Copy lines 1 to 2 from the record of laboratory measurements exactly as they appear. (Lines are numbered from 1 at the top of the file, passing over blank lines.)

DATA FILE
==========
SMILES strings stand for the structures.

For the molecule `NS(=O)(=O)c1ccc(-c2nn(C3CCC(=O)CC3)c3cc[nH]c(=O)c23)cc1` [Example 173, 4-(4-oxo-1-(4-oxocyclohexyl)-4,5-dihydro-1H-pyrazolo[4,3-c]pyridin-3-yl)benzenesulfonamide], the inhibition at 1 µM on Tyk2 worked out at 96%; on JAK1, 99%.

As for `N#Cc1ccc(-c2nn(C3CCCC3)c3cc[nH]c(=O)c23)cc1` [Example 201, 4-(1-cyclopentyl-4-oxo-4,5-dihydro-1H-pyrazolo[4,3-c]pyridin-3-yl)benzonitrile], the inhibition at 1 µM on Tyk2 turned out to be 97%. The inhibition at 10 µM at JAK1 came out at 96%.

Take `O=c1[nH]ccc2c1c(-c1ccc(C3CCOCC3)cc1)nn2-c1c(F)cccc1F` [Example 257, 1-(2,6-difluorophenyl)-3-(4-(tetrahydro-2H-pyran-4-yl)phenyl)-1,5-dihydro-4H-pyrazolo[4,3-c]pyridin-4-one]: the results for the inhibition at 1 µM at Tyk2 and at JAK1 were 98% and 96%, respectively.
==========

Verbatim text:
SMILES strings stand for the structures.

For the molecule `NS(=O)(=O)c1ccc(-c2nn(C3CCC(=O)CC3)c3cc[nH]c(=O)c23)cc1` [Example 173, 4-(4-oxo-1-(4-oxocyclohexyl)-4,5-dihydro-1H-pyrazolo[4,3-c]pyridin-3-yl)benzenesulfonamide], the inhibition at 1 µM on Tyk2 worked out at 96%; on JAK1, 99%.